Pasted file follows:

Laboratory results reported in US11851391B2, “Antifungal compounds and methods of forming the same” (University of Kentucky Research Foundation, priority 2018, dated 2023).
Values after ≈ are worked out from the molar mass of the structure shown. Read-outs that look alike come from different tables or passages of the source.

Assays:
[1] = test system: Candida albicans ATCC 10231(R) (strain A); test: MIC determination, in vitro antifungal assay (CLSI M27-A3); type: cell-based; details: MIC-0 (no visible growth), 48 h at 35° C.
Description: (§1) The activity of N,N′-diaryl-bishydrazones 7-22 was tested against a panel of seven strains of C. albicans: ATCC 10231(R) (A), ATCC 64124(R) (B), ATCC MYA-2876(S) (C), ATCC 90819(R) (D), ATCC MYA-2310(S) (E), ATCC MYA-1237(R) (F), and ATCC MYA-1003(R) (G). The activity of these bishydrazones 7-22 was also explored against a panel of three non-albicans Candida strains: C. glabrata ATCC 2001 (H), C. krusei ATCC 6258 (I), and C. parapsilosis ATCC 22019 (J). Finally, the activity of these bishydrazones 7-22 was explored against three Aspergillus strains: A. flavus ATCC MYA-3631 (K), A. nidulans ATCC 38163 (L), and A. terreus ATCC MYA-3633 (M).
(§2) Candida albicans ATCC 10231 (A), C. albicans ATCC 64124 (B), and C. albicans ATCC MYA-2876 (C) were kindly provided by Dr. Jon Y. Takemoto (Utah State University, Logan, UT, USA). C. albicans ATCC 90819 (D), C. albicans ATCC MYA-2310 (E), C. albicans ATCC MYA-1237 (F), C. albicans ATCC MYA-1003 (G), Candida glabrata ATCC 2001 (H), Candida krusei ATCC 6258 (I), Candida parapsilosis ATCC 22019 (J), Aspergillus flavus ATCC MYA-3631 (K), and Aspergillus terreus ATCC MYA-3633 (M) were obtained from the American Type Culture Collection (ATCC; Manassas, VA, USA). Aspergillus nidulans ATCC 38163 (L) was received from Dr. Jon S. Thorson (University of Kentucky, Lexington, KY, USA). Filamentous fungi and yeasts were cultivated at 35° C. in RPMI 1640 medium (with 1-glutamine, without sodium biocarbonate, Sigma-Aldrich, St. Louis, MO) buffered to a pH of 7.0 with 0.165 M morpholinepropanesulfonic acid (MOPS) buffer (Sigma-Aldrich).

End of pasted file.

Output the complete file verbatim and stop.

Laboratory results reported in US11851391B2, “Antifungal compounds and methods of forming the same” (University of Kentucky Research Foundation, priority 2018, dated 2023).
Values after ≈ are worked out from the molar mass of the structure shown. Read-outs that look alike come from different tables or passages of the source.

Assays:
[1] = test system: Candida albicans ATCC 10231(R) (strain A); test: MIC determination, in vitro antifungal assay (CLSI M27-A3); type: cell-based; details: MIC-0 (no visible growth), 48 h at 35° C.
Description: (§1) The activity of N,N′-diaryl-bishydrazones 7-22 was tested against a panel of seven strains of C. albicans: ATCC 10231(R) (A), ATCC 64124(R) (B), ATCC MYA-2876(S) (C), ATCC 90819(R) (D), ATCC MYA-2310(S) (E), ATCC MYA-1237(R) (F), and ATCC MYA-1003(R) (G). The activity of these bishydrazones 7-22 was also explored against a panel of three non-albicans Candida strains: C. glabrata ATCC 2001 (H), C. krusei ATCC 6258 (I), and C. parapsilosis ATCC 22019 (J). Finally, the activity of these bishydrazones 7-22 was explored against three Aspergillus strains: A. flavus ATCC MYA-3631 (K), A. nidulans ATCC 38163 (L), and A. terreus ATCC MYA-3633 (M).
(§2) Candida albicans ATCC 10231 (A), C. albicans ATCC 64124 (B), and C. albicans ATCC MYA-2876 (C) were kindly provided by Dr. Jon Y. Takemoto (Utah State University, Logan, UT, USA). C. albicans ATCC 90819 (D), C. albicans ATCC MYA-2310 (E), C. albicans ATCC MYA-1237 (F), C. albicans ATCC MYA-1003 (G), Candida glabrata ATCC 2001 (H), Candida krusei ATCC 6258 (I), Candida parapsilosis ATCC 22019 (J), Aspergillus flavus ATCC MYA-3631 (K), and Aspergillus terreus ATCC MYA-3633 (M) were obtained from the American Type Culture Collection (ATCC; Manassas, VA, USA). Aspergillus nidulans ATCC 38163 (L) was received from Dr. Jon S. Thorson (University of Kentucky, Lexington, KY, USA). Filamentous fungi and yeasts were cultivated at 35° C. in RPMI 1640 medium (with 1-glutamine, without sodium biocarbonate, Sigma-Aldrich, St. Louis, MO) buffered to a pH of 7.0 with 0.165 M morpholinepropanesulfonic acid (MOPS) buffer (Sigma-Aldrich).